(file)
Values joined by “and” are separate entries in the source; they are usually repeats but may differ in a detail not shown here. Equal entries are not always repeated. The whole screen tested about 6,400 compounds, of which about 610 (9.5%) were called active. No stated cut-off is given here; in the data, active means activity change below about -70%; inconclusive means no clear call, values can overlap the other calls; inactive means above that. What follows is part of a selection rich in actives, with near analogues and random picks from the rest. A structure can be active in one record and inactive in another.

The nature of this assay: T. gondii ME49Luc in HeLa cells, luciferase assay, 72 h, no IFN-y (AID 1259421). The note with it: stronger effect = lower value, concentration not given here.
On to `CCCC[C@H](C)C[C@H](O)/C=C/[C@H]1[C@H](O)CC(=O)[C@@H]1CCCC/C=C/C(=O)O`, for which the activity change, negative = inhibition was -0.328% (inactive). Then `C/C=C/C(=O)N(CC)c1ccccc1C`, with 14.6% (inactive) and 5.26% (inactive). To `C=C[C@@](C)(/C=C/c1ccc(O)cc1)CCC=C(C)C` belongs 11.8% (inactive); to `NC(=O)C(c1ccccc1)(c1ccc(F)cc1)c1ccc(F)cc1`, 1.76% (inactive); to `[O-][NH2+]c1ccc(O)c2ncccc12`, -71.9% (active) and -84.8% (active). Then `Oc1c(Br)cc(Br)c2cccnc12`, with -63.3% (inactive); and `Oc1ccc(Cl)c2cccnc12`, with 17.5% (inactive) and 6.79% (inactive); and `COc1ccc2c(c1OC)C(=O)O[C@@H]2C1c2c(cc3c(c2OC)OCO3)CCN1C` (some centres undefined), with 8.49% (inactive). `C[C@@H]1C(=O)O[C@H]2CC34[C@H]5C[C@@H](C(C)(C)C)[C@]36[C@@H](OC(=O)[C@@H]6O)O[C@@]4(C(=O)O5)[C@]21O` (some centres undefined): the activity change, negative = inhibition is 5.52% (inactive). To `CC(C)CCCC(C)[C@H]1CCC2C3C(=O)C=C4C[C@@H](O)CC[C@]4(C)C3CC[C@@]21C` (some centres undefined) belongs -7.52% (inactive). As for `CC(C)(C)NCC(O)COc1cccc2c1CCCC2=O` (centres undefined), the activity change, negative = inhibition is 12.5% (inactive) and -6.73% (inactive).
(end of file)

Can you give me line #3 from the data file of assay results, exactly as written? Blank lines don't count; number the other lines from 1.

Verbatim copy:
On to `CCCC[C@H](C)C[C@H](O)/C=C/[C@H]1[C@H](O)CC(=O)[C@@H]1CCCC/C=C/C(=O)O`, for which the activity change, negative = inhibition was -0.328% (inactive). Then `C/C=C/C(=O)N(CC)c1ccccc1C`, with 14.6% (inactive) and 5.26% (inactive). To `C=C[C@@](C)(/C=C/c1ccc(O)cc1)CCC=C(C)C` belongs 11.8% (inactive); to `NC(=O)C(c1ccccc1)(c1ccc(F)cc1)c1ccc(F)cc1`, 1.76% (inactive); to `[O-][NH2+]c1ccc(O)c2ncccc12`, -71.9% (active) and -84.8% (active). Then `Oc1c(Br)cc(Br)c2cccnc12`, with -63.3% (inactive); and `Oc1ccc(Cl)c2cccnc12`, with 17.5% (inactive) and 6.79% (inactive); and `COc1ccc2c(c1OC)C(=O)O[C@@H]2C1c2c(cc3c(c2OC)OCO3)CCN1C` (some centres undefined), with 8.49% (inactive). `C[C@@H]1C(=O)O[C@H]2CC34[C@H]5C[C@@H](C(C)(C)C)[C@]36[C@@H](OC(=O)[C@@H]6O)O[C@@]4(C(=O)O5)[C@]21O` (some centres undefined): the activity change, negative = inhibition is 5.52% (inactive). To `CC(C)CCCC(C)[C@H]1CCC2C3C(=O)C=C4C[C@@H](O)CC[C@]4(C)C3CC[C@@]21C` (some centres undefined) belongs -7.52% (inactive). As for `CC(C)(C)NCC(O)COc1cccc2c1CCCC2=O` (centres undefined), the activity change, negative = inhibition is 12.5% (inactive) and -6.73% (inactive).